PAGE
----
Hey guys,

I have an application to package that contains about 47,000 files!! It's causing me major delays with compiles and captures... I've read that Wise has a limitation of 15,000 files. I'm starting to use external CABs, but it's not much if at all faster...

Using WPS 5.5, if anyone has experience or advice it would be appreciated.

Cheers,
Dave
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Brute force. Dual proc workstation, no such thing as too much memory, make sure the wise databases are on a SQL server. Tweak SQL for performance, put SQL in memory, performance monitor your server to look for bottlenecks in the process. Tweak, tweak, tweak.

Also look into ExpressBuild configuration within Wise. There you can set Build Using Multiple Processors, Build Using Multiple Distributed Computers, and Allow My Computer to Build for Others. That way you can get a whole bunch of machines & processors working at your build processes. I haven't played with this yet, but it's on the to-do list.

Wise KB Article #1838 (SQL Performance) and #1996 (What Is ExpressBuild) might help you out:

http://www.wise.com/KBArticle.aspx?articleno=1838&keywords=SQL performance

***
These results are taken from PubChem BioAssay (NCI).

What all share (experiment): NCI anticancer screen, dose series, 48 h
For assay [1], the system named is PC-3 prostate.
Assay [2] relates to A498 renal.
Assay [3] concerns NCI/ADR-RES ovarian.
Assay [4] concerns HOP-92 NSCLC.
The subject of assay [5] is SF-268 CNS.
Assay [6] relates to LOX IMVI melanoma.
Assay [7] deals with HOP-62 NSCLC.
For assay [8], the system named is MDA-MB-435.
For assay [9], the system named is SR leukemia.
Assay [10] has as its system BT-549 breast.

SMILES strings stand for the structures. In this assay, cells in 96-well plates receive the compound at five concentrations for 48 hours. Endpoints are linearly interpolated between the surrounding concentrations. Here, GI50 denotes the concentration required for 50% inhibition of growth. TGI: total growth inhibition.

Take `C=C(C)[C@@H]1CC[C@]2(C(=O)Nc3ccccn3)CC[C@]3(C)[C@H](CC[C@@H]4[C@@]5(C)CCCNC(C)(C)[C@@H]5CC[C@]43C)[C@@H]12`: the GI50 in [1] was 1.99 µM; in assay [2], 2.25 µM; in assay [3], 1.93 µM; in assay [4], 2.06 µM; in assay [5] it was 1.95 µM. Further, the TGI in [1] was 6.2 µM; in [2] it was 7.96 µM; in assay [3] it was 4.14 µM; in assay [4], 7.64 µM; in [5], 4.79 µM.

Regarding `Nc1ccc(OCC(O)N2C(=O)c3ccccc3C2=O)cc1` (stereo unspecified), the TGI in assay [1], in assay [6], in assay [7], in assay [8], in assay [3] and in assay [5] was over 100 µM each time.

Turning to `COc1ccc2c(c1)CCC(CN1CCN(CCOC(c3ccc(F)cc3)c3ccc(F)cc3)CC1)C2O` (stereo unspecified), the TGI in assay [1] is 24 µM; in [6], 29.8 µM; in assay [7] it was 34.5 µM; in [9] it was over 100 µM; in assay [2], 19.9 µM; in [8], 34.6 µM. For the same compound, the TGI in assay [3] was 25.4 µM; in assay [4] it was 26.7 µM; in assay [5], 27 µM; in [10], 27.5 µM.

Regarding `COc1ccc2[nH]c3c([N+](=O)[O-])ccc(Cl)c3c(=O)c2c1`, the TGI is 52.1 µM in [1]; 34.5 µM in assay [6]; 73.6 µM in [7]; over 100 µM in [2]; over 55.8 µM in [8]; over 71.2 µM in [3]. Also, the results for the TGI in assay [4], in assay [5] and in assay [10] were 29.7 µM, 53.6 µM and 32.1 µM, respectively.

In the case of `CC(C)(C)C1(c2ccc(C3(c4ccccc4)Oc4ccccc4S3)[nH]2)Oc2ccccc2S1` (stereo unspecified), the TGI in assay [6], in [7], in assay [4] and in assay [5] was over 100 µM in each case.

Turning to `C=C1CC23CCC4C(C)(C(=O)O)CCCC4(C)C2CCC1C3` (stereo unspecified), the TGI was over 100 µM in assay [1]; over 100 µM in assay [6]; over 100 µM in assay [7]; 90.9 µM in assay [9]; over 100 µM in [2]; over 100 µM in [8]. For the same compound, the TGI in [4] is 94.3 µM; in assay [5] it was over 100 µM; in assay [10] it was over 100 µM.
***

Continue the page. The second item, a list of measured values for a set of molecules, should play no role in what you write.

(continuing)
http://www.wise.com/KBArticle.aspx?articleno=1838&keywords=SQL performance
Answered 02/03/2005 by: VikingLoki
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OK Guys,

The application I'm trying DESPERATELY to package is driving me insane. I can get past the capture(after about three hours!!) but the compile keeps crashing towards the end...

The app has 47,500 files. Is it possible that some applications are just TOO BIG FOR WISE TO HANDLE??

Any ideas appreciated! [:@]
Answered 02/07/2005 by: dm1
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47,500 files! UFF DA!!!! Better you than me, thats 4 sure!

Yeah, you hit the ceiling. By default an .MSI package can only contain 32,767 files because the Sequence column in the File Table is only an integer data type. You run out of Sequence numbers at 32,767. You need to change that data type to double integer, that will raise the ceiling to 2,147,483,647 files.

If you need more files than that, I'll personally show up and slap some sense into you.

Here, do this:

1. Open Microsoft's Windows Installer database editor, Orca.exe. If you do not have Orca, obtain the table editor from the Platform SDK for Windows Installer.

2. Select Open from the File menu and browse for the .MSI file.

---------------
Note:
Select the Windows Application.MSI template (or the template used by your organization), so new installations include the modification to the Sequence column in the File table.
---------------

3. Select Export Tables from the Tables menu. The Export Tables dialog appears.

4. On the Export Tables dialog, browse to the location to export the .IDT file.

5. Mark the File table checkbox and then click OK.

6. Open Notepad and browse to the .IDT file created in step 5.

7. The first row of the file contains the column headings. The second row contains the respective column definitions. Modify the Sequence column definition to "i4". "i4" specifies a double integer data type.

8. Save the .IDT file to preserve changes.

9. Re-open the .MSI file with Orca.